When she posted a TikTok in March, Chelsea Gilliland wasn’t thinking about anything other than how dumb coronavirus conspiracy theories could get. Taking on the persona of someone who believed the conspiracies, Gilliland recorded herself talking about how the coronavirus could be a cover-up for a much bigger issue — a conspiracy theory she had seen going around social media. She thought it was a clever joke, and that the point would be obvious to anyone following her.
But when she saw a clip of her TikTok included in The Social Dilemma, a top trending Netflix documentary, she started to rethink things. The film paints her as an example of social media’s well-documented issues with misinformation — and it only includes a snippet of the video, without further context. Gilliland told The Verge it was a video meant to mock coronavirus theories, but in the movie, there’s no way to know it might be satire.
“I had previously posted a video saying that the stuff that I post is sarcastic,” Gilliland told The Verge. “And so when I posted that I assumed that people would take it that way.”
In the movie, all that’s audible is a single line from Gilliland’s video (viewable here at 1:04:00), cut together with half a dozen other examples of coronavirus conspiracies. “Maybe the government is using the coronavirus as an excuse to keep everyone inside because something else is happening,” she says to the camera in a conspiratorial tone. She comes off as a true believer, the kind of person she was trying to mock.
By the time the documentary aired on Netflix, Gilliland had already deleted the video months earlier, out of fear someone would take it the wrong way. “It was a little scary, honestly,” Gilliland told The Verge. “I was like, ‘How did they find this video?’”
“I was like, ‘How did they find this video?’”
Although Gilliland thought her video was a joke, the team behind The Social Network felt differently. The production company believes the video was an earnest attempt to spread coronavirus conspiracies and that the documentary accurately portrays its contents, according to a person familiar with the situation. The production team downloaded her video on April 2nd, a week after it was posted, and saw it remain online for another month, the person said. The Verge was not able to view a complete version of the video.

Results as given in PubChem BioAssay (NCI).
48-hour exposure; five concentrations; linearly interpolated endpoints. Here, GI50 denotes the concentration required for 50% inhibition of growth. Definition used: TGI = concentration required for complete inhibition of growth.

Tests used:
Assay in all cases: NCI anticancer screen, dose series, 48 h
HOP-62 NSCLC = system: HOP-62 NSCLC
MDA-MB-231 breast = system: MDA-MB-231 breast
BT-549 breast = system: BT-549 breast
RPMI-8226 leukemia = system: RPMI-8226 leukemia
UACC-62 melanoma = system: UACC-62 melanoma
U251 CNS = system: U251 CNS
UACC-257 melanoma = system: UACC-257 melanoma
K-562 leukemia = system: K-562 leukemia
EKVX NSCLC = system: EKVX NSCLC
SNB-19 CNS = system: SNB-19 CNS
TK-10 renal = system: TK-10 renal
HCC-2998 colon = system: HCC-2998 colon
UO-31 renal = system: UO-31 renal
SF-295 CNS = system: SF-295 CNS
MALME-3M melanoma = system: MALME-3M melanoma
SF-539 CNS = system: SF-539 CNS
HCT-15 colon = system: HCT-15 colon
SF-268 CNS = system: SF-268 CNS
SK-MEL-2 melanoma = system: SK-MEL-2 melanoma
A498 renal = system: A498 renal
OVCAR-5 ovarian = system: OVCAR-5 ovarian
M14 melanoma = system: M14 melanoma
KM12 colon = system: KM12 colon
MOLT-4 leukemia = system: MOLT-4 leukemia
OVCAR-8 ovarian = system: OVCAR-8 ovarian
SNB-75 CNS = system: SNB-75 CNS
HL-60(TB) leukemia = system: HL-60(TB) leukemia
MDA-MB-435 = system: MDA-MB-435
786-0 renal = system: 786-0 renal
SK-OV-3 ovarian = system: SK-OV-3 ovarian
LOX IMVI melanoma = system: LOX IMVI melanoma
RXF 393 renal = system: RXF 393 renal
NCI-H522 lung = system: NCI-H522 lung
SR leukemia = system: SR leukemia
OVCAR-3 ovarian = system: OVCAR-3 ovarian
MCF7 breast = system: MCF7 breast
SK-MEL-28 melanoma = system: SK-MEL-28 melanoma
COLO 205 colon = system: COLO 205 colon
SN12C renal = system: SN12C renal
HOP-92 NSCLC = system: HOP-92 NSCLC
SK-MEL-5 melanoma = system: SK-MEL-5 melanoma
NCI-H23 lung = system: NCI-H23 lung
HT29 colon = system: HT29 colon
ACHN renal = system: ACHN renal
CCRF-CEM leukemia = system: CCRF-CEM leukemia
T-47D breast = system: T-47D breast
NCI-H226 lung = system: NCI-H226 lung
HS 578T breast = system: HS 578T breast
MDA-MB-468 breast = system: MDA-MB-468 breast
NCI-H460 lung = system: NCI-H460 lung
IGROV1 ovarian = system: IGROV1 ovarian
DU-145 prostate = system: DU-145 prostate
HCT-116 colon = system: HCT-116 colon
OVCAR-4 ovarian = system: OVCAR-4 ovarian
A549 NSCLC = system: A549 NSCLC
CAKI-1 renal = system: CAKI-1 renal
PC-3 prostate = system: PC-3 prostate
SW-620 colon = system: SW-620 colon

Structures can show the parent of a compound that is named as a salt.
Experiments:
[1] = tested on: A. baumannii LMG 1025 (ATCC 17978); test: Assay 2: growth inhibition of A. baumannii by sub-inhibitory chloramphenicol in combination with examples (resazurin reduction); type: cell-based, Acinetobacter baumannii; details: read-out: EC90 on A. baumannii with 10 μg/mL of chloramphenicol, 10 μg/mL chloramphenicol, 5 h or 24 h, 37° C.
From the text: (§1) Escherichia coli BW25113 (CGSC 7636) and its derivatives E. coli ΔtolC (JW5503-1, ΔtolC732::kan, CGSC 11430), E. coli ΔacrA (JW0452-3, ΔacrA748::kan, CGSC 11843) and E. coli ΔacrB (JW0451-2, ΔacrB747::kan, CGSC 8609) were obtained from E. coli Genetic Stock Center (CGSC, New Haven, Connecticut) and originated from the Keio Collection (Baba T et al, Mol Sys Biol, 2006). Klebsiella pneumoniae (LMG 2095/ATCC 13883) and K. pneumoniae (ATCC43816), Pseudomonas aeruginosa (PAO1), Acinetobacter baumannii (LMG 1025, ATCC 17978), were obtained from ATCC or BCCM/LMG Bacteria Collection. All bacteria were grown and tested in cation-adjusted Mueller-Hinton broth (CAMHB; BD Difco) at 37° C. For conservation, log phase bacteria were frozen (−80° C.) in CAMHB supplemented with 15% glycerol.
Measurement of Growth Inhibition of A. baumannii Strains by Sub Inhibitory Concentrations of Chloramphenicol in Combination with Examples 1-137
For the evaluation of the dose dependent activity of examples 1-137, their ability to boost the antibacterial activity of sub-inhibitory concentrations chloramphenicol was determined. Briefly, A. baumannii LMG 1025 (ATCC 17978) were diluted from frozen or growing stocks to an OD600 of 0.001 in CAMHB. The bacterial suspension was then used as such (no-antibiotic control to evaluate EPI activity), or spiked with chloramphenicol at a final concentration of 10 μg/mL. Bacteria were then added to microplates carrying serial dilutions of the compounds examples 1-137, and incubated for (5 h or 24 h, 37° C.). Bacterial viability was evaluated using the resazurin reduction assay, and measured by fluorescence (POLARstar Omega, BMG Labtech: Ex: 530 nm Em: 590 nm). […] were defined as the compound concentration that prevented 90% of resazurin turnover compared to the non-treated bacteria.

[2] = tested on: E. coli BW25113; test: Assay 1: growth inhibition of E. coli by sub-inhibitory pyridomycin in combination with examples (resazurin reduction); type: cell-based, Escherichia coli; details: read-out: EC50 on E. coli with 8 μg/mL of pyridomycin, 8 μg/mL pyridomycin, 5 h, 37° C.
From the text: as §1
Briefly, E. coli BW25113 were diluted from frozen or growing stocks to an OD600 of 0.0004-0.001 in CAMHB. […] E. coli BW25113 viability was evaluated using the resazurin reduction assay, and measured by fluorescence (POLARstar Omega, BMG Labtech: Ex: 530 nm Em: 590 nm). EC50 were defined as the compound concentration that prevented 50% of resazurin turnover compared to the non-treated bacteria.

Gilliland’s TikTok history doesn’t help her case. She’s posted a number of videos talking about conspiracy theories. Some videos mock the theories she comes across, but in others it’s hard to tell whether she believes them herself. There are videos where she talks about conspiracies around how the pyramids were built, laughs about aliens, and discusses the Bermuda triangle.
With no heads-up from the production company, Gilliland first learned that her TikTok had been featured in The Social Dilemma from her professor. Shortly afterward, she started to receive mean messages from strangers: her handle hadn’t been blurred in the documentary, making it easy for anyone to find her TikTok page, YouTube channel, and Instagram account.
Gilliland posted a new video on TikTok telling people that The Social Dilemma’s production company took her original coronavirus video out of context, without reaching out to her. She said the positive response to her video explaining the situation was overwhelming. People started reaching out to give her the contact information for the production company so she could try to get in touch.
The entire incident left Gilliland more aware of how little control she had over what she posted online
When she finally heard from the production team, “They were super nice, saying they were already working on it,” Gilliland said. “Eventually, I think because that TikTok I posted about it got so many views and comments, and people were upset about it, they ended up blurring my handle.” It was after Gilliland reached out that the filmmakers decided to blur many of the handles that appear in social media posts used in The Social Dilemma, a person familiar with the matter told The Verge.
On Instagram, Gilliland told followers that while she “initially posted [the coronavirus video] as a joke, I realize now the damage that videos can do — especially when they’re taken out of context.” She still wishes the production team reached out to talk to her, though, especially since she doesn’t have a massive following on TikTok.
While Gilliland was happy that action was eventually taken, the entire incident left her more aware of how little control she had over what she posted online, she said, or how people perceive what she posts. There won’t be anymore conspiracy videos on her TikTok or other social media accounts, she said. Instead, TikTok will become a place for her to showcase her music.
“My biggest, my main takeaway from everything would be just be careful what you post on the internet,” she said. “You never know who’s gonna find it or what they’ll do with it.”